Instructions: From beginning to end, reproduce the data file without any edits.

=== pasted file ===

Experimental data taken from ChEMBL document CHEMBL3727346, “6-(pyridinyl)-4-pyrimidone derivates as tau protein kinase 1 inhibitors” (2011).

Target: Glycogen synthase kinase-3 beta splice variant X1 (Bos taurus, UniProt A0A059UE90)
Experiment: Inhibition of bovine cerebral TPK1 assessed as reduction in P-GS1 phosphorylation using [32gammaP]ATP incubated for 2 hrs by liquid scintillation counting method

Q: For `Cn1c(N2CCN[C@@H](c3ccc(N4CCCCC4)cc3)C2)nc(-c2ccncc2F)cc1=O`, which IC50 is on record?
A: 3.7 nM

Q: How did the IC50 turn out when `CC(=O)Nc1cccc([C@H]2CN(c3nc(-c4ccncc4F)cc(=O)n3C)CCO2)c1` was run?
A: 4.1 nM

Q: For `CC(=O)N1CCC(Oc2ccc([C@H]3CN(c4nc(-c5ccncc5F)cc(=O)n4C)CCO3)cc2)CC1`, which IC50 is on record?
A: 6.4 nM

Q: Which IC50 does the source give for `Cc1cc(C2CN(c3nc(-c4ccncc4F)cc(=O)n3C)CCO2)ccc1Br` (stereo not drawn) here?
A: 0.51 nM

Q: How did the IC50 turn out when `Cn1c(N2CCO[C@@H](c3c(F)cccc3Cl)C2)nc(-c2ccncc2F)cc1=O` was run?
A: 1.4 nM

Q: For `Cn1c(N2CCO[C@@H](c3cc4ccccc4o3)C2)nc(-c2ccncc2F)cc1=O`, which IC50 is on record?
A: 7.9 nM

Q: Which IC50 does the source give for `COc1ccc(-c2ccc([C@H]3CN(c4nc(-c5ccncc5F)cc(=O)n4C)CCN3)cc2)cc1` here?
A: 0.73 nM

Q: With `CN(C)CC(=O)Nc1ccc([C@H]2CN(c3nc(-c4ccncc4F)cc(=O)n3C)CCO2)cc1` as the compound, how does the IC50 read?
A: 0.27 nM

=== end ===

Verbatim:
Experimental data taken from ChEMBL document CHEMBL3727346, “6-(pyridinyl)-4-pyrimidone derivates as tau protein kinase 1 inhibitors” (2011).

Target: Glycogen synthase kinase-3 beta splice variant X1 (Bos taurus, UniProt A0A059UE90)
Experiment: Inhibition of bovine cerebral TPK1 assessed as reduction in P-GS1 phosphorylation using [32gammaP]ATP incubated for 2 hrs by liquid scintillation counting method

Q: For `Cn1c(N2CCN[C@@H](c3ccc(N4CCCCC4)cc3)C2)nc(-c2ccncc2F)cc1=O`, which IC50 is on record?
A: 3.7 nM

Q: How did the IC50 turn out when `CC(=O)Nc1cccc([C@H]2CN(c3nc(-c4ccncc4F)cc(=O)n3C)CCO2)c1` was run?
A: 4.1 nM

Q: For `CC(=O)N1CCC(Oc2ccc([C@H]3CN(c4nc(-c5ccncc5F)cc(=O)n4C)CCO3)cc2)CC1`, which IC50 is on record?
A: 6.4 nM

Q: Which IC50 does the source give for `Cc1cc(C2CN(c3nc(-c4ccncc4F)cc(=O)n3C)CCO2)ccc1Br` (stereo not drawn) here?
A: 0.51 nM

Q: How did the IC50 turn out when `Cn1c(N2CCO[C@@H](c3c(F)cccc3Cl)C2)nc(-c2ccncc2F)cc1=O` was run?
A: 1.4 nM

Q: For `Cn1c(N2CCO[C@@H](c3cc4ccccc4o3)C2)nc(-c2ccncc2F)cc1=O`, which IC50 is on record?
A: 7.9 nM

Q: Which IC50 does the source give for `COc1ccc(-c2ccc([C@H]3CN(c4nc(-c5ccncc5F)cc(=O)n4C)CCN3)cc2)cc1` here?
A: 0.73 nM

Q: With `CN(C)CC(=O)Nc1ccc([C@H]2CN(c3nc(-c4ccncc4F)cc(=O)n3C)CCO2)cc1` as the compound, how does the IC50 read?
A: 0.27 nM